GREYHOUND, a kind of dog distinguished by great slenderness of form, length of limbs, elongation of muzzle, swiftness, and power of endurance in running. There are varieties differing in other less importaut characters, but these are common to all. They have also prominent eyes and very keen sight, but their scent is not acute, and they pursue their prey not by the scent, like the hounds (q. v.) properly so called, but by keeping it in view. Some varieties, however, as the Scottish greyhound, probably from being crossed with the staghound or some other of the hounds, combine superior powers of scent with the ordinary qualities of the greyhound. Greyhounds have the parietal bones convergent, not parallel as in the hounds. The face exhibits an al most straight line from between the ears to the nose. The ears are small and sharp, half pendulous in the varieties best known in Britain, but quite erect in some of those of other countries. The chest is deep ; the belly much contracted ; the paws are small ; the hair is long and rough in some varieties, short and smooth in others ; the tail is long and slender, curved up at the tip, and in the common smooth-haired greyhounds of Britain and the w. of Europe, is covered with hair similar to that of the rest of the body ; but there arc other varieties with a bushy tail. It is probable that the grey hound originally belonged to some of the wide plains of central Asia, or to the n of Africa ; it has been very long employed by man as a hunting-dog ; it is figured in the monuments of ancient Egypt, and has been common from the earliest historic times in India, Persia, and other countries of Asia, as it has been also in Greece, and generally throughout Europe. To the western parts of Europe, however, there is every prob ability of its having been brought from the east ; and old records show that a very high value was set upon it. It was long employed chiefly in the chase of deer ; and•on one occasion queen Elizabeth was entertained with the pleasant spectacle of "sixteen bucks, all having fayre lave, pulled down with greyhounds," which she viewed from a turret at Cowdrey Park, in Sussex, the seat of lord Montacute. The right to possess grey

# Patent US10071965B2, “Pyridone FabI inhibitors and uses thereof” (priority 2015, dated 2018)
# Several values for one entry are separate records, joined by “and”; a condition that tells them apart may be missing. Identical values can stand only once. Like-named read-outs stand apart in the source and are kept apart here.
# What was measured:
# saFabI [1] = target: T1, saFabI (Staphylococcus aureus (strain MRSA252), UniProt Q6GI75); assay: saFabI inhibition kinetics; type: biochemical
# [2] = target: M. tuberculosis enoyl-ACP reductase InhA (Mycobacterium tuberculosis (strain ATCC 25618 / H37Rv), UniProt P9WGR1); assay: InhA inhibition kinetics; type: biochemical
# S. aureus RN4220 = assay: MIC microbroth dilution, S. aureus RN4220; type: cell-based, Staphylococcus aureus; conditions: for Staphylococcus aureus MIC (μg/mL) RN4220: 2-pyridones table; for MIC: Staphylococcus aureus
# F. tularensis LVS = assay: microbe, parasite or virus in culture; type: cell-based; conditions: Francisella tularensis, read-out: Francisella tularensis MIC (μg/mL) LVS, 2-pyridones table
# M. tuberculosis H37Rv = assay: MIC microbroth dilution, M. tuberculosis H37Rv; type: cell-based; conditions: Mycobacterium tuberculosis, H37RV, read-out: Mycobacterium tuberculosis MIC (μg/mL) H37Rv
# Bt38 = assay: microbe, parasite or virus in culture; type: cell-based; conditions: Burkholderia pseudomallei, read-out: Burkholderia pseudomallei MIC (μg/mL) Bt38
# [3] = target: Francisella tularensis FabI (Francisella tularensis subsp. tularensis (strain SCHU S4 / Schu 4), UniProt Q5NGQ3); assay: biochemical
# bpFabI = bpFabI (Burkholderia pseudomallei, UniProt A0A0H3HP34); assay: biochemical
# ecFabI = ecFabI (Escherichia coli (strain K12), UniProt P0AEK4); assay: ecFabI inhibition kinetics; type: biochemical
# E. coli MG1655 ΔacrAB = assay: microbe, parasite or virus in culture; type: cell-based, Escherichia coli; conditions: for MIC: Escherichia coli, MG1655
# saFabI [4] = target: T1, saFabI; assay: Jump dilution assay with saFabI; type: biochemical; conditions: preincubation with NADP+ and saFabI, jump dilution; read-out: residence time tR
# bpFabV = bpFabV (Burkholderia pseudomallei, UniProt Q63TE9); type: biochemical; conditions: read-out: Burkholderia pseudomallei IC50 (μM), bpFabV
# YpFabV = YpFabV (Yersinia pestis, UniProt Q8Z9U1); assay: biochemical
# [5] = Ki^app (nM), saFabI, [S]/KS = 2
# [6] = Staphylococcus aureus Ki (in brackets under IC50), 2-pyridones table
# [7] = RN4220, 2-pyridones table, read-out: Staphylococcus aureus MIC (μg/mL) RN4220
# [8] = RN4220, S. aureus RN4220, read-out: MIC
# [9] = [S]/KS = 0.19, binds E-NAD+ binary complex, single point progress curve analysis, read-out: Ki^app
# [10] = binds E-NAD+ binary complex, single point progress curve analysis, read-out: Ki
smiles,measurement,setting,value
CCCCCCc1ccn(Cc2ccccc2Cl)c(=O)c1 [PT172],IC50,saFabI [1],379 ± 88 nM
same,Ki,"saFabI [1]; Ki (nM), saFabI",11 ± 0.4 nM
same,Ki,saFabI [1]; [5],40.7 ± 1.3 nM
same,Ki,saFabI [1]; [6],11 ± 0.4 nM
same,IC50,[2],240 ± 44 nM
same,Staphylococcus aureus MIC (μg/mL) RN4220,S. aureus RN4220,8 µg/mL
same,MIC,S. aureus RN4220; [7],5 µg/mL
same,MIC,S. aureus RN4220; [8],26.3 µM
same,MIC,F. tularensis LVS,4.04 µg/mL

hounds was a proof of gentility ; and the effigy of this dog often appears at the feet of monumental figures of knights in armor. The killing of a greyhound in the good old times was a felony, punished as severely as murder.
The smooth-haired variety of greyhound, present so common in Britain, and used for bare-hunting or " coursing, ' was imported from France, and improved by further importations from Greece, Italy, the n. of Africa, and India. The varieties previously in use were rough-haired, and same of them larger and stronger. The Irish greyhound, now almost if not altogether extinct, was large and powerful, so that whilst wolves existed in Ireland, it was used to hunt them. The Italian greyhound, is a very small and delicate variety, of gentle manners, well known as a drawing-room pet. Greyhounds do not, however, generally show the attachment to particular per sons so common in other dogs ; and although so long reduced to the service of man, are inferior to many other dogs in the degree of their domestication. Yet the Grecian and Turkish greyhounds have been trained to stop if a stick is thrown among them when in full pursuit of a doubling hare. A whole pack will thus be stopped, and then one, singled out, will pursue the game.
The fleetness of the greyhound is well illustrated by an anecdote, related in Daniel's Rural Sports, of a brace of greyhounds in Lincolnshire running after a hare a distance of upwards of four miles in twelve minutes—the increase of distance by turns not being reckoned—when the hare dropped dead.
Various etymologies of the name greyhound, have been proposed, than which none is more probable than that which refers it to the prevalence of a gray color in the breeds once most common. Another derivation is from Grecian. The gazehound, mentioned by old writers, is supposed to be the greyhoun, the name being probably given when a pure breed, hunting by sight alone, began to be introduced.